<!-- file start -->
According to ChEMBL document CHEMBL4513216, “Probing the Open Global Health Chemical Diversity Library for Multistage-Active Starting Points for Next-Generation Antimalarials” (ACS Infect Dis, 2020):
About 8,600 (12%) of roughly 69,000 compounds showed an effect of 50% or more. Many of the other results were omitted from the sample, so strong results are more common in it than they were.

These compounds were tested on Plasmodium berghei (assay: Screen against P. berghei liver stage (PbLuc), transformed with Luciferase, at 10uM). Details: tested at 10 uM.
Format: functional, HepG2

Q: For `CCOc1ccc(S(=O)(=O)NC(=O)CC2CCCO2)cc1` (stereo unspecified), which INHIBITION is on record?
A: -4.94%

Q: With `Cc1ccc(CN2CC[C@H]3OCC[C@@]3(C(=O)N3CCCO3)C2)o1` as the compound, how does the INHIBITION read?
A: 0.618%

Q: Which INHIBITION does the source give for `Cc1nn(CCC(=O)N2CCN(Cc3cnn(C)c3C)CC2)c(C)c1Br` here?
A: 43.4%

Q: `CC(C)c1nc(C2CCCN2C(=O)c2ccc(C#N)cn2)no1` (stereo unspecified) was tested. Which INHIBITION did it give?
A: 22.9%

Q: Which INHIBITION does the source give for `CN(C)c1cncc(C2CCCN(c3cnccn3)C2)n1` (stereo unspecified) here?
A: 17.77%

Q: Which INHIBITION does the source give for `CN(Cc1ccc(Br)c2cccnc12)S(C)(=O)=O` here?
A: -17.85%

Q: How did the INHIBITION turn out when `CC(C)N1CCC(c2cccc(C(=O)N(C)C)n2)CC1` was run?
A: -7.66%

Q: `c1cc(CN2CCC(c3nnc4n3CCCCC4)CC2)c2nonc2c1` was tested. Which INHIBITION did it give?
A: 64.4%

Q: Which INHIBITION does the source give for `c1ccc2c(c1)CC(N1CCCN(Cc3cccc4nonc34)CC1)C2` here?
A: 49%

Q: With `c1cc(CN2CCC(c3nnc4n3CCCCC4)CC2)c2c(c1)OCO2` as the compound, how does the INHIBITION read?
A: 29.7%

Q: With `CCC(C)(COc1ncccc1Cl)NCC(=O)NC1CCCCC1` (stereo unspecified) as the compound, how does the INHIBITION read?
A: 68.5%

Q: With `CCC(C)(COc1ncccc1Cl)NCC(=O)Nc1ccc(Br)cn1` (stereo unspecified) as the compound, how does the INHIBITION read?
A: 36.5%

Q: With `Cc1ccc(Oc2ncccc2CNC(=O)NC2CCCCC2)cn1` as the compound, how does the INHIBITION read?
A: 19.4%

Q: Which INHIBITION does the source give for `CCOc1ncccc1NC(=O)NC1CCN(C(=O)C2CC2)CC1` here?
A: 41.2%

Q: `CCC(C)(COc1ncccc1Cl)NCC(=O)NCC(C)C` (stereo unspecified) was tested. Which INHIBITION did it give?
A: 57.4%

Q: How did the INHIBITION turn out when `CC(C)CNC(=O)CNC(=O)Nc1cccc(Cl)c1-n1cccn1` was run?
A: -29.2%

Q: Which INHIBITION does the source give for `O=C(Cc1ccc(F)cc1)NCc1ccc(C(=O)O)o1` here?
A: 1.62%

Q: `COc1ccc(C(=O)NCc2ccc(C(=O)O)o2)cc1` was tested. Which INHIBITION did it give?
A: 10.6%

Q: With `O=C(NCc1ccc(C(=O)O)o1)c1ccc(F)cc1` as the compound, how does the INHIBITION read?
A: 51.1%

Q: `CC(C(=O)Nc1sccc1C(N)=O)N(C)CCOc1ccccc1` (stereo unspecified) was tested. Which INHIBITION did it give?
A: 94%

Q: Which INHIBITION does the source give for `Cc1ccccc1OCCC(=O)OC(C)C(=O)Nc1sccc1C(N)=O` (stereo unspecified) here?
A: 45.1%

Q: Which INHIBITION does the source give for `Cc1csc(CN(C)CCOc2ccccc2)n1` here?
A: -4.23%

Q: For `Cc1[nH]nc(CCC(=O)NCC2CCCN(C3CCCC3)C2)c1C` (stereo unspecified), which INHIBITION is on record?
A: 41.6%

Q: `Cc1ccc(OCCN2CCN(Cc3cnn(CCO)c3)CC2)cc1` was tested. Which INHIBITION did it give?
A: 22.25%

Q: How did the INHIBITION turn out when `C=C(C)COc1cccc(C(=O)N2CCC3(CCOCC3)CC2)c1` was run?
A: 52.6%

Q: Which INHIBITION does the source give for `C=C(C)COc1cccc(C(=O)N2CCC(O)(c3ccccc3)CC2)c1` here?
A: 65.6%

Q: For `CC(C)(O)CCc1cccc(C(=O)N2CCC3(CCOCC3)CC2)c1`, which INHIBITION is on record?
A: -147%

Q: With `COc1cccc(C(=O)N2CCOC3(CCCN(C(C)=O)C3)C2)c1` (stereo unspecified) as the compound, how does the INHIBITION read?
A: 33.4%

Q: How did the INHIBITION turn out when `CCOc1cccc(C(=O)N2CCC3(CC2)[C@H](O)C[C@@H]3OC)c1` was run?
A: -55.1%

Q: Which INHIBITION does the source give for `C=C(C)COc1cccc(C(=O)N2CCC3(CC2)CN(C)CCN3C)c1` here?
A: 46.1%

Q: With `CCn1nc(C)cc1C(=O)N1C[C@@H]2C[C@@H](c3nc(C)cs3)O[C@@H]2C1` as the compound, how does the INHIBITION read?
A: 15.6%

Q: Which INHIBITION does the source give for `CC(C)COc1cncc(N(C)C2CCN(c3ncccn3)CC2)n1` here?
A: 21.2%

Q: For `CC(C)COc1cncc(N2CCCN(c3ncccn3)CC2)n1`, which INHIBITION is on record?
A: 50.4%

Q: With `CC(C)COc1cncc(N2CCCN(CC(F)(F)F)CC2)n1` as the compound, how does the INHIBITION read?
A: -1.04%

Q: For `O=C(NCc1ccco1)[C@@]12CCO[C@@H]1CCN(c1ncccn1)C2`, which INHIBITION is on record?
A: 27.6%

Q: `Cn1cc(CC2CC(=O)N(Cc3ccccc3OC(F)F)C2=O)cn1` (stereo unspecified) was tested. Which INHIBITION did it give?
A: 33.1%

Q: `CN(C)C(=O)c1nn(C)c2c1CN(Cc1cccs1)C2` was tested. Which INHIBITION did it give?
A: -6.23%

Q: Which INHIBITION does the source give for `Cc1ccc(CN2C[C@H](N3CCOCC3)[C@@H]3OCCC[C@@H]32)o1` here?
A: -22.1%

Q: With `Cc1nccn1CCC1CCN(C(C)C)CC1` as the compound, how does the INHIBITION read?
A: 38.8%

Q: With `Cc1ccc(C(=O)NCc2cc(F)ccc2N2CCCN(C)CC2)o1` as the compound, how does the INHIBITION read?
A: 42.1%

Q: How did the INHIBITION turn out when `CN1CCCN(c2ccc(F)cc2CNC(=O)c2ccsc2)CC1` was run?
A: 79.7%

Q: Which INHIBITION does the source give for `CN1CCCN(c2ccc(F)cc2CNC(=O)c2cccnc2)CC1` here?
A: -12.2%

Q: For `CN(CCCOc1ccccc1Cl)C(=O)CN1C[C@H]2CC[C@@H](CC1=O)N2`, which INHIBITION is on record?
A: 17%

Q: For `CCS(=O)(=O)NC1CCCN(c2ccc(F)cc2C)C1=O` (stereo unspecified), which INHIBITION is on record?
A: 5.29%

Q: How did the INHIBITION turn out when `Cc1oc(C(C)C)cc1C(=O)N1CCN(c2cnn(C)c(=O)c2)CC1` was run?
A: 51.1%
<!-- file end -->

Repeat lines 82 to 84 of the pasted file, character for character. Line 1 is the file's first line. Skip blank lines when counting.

A: 38.8%

Q: With `Cc1ccc(C(=O)NCc2cc(F)ccc2N2CCCN(C)CC2)o1` as the compound, how does the INHIBITION read?
A: 42.1%